AUSTEN COOPER, of the Croydon Cycling Campaign, is familiar with handlebars, and also Twitter handles. And yesterday he noticed something suspicious as some in UKIP decided to attack road safety measures that are proven to save lives
Something out of the ordinary happened in Croydon earlier this month. A debate took place in the council chamber on the merits of introducing a measure that would make our streets safer, cut the number and severity of casualties and reduce the costs of bloody incidents that in 2013 cost us dearly, in both human and financial terms.
The proposal? Having a speed limit on our residential streets.
According to campaign group, 20’s Plenty, other London boroughs, such as Camden, Islington and the City of London have adopted 20mph as their speed limit on all their roads. Hackney, Lambeth, Lewisham and Southwark have voted to follow suit and, subject to consultation, Haringey will join them. Waltham Forest, Tower Hamlets and Greenwich are adopting policies to make 20mph the limit on residential roads.
What’s in it for Croydon?
Right now, our borough has the dubious distinction of having more people die last year due to what New York City transport officials label “traffic violence”, than were murdered.
Using the Department for Transport’s method of putting a price “on all aspects of the valuation of casualties, including the human costs, which reflect pain, grief, suffering; the direct economic costs of lost output and the medical costs associated with road accident injuries”, we can calculate that the “value” of 13 people killed and 1,079 hurt, of which 58 had “serious injuries”, in 2013 was in excess of £61 million.
If this carnage were down to drugs or gangs, we could expect universal condemnation and calls for swift and decisive action. Because it is happening on our roads, a proven means of tackling this crisis has been met in some political quarters with outright hostility and half-truths.
At the Town Hall scrutiny meeting, they cited the example of Portsmouth, where a 20mph scheme has been introduced in stages since 2007. Figures there show a modest reduction in overall average speeds and a 21 per cent decrease in road casualties.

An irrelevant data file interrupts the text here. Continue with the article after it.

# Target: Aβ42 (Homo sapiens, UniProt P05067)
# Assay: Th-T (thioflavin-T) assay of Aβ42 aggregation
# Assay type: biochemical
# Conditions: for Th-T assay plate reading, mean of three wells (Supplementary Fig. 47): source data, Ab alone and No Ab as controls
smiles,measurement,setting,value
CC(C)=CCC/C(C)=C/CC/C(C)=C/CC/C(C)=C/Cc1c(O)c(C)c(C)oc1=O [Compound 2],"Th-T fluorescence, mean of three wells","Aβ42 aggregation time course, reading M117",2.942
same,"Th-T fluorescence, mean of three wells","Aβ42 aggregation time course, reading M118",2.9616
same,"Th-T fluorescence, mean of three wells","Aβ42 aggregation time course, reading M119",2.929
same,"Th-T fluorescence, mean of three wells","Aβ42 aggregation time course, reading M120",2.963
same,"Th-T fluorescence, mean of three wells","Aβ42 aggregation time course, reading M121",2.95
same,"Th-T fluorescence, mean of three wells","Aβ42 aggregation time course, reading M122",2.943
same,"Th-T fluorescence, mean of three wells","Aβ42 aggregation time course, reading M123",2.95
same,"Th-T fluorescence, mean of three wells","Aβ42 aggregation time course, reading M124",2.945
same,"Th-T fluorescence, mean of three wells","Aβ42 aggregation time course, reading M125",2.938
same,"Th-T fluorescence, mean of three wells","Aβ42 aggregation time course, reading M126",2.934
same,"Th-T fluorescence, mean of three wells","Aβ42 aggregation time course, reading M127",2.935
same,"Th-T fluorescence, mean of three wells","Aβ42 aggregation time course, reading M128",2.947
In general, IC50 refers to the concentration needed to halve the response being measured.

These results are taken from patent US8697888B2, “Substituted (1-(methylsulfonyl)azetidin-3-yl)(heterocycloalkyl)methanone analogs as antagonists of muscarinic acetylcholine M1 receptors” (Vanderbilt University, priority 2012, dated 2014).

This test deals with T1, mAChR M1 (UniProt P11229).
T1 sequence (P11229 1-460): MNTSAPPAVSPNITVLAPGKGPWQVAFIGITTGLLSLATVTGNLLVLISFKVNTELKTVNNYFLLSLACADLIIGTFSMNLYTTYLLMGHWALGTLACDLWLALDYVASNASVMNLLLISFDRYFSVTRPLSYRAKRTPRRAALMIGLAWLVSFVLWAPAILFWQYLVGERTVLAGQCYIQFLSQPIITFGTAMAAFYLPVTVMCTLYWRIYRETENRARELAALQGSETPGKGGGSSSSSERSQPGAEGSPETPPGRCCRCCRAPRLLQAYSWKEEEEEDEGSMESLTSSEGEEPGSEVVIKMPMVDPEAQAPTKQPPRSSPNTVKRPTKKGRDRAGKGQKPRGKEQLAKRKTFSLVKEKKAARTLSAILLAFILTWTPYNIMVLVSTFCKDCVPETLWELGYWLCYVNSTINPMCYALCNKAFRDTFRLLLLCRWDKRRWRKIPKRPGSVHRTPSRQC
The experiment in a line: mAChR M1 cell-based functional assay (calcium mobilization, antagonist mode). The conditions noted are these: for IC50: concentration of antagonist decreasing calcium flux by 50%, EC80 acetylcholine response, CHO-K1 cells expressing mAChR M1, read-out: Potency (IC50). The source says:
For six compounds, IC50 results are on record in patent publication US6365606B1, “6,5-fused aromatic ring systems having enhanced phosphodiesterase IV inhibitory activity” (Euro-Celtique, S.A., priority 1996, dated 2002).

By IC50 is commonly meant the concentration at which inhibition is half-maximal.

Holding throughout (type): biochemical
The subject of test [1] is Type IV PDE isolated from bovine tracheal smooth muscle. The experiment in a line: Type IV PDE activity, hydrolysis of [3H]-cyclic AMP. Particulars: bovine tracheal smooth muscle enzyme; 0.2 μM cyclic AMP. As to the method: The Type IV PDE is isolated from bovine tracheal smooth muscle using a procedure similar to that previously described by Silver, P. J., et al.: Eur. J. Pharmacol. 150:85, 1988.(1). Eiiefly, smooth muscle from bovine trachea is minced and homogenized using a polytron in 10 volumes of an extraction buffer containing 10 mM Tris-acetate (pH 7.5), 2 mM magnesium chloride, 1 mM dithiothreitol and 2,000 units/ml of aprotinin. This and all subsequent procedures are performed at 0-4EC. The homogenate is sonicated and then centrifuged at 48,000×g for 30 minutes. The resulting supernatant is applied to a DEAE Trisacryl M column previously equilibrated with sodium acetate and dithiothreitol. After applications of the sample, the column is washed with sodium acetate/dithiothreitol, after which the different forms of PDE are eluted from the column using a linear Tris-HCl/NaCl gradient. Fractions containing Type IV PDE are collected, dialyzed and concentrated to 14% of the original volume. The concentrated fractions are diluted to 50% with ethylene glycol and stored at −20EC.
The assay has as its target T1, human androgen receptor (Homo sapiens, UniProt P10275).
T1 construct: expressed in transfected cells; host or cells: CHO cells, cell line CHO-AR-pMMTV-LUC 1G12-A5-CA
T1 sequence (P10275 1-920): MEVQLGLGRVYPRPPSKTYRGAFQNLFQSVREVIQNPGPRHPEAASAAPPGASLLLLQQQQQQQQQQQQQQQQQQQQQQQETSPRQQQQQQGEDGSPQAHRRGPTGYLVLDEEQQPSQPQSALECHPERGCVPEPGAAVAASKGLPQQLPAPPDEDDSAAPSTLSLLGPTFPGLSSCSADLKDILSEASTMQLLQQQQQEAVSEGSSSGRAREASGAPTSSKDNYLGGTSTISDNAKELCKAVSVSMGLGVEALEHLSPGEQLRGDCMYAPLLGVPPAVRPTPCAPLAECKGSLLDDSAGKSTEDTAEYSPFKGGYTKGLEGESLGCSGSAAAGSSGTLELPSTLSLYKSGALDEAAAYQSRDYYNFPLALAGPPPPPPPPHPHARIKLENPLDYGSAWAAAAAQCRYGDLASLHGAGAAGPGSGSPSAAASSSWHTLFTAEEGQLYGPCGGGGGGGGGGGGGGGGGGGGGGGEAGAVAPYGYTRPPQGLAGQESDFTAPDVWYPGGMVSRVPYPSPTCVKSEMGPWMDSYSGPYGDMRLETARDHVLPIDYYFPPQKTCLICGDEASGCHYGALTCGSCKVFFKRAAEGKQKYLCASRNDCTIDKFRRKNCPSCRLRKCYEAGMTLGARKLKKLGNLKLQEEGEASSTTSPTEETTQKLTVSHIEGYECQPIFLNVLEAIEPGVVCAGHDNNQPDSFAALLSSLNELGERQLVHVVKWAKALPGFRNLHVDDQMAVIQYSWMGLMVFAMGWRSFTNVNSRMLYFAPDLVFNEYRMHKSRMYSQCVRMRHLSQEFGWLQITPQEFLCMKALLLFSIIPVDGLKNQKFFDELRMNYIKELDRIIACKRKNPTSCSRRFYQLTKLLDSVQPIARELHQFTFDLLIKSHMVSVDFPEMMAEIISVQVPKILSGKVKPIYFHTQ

A much-longer term study was referred to at the meeting by campaigners in favour of a reduced limit. This was the research published in 2009 in the British Medical Journal, Effect of 20 mph traffic speed zones on road injuries in London, 1986-2006: controlled interrupted time series analysis. What this detailed 20-year analysis found was that 20mph zones were associated with a reduction in casualties and collisions of around 40per cent.
● numbers of killed or seriously injured children were reduced by half
● injuries to pedestrians were reduced by just under one-third
● a reduction in casualties among cyclists
● casualties involving riders of powered two-wheeled vehicles reduced by just under one-third
● casualties among car occupants fell by half
The Department for Transport reported in July 2013 that 72 per cent of the public are either in favour or strongly in favour of 20mph being the speed limit in residential streets; only 11 per cent were against.
At Croydon’s marathon scrutiny meeting, the matters were discussed, the evidence considered and a decision reached to go to consultation on the proposal. It’s not all plain sailing. Conservative councillors seem keen that individual streets should be able to opt out of 20mph, but council officers pointed out that this would lead to an impractical and undesirable “patchwork” effect. Some roads are likely to remain outside the 20mph zones, it being felt this would “impact severely on local transport and movement of goods and services”.
The Conservative councillors at the meeting – who as a group had authorised £3 million being spent in South End to remove cycle lanes to make more space for car parking – wondered whether the cost of implementing 20mph zones in Croydon could be better spent on other things.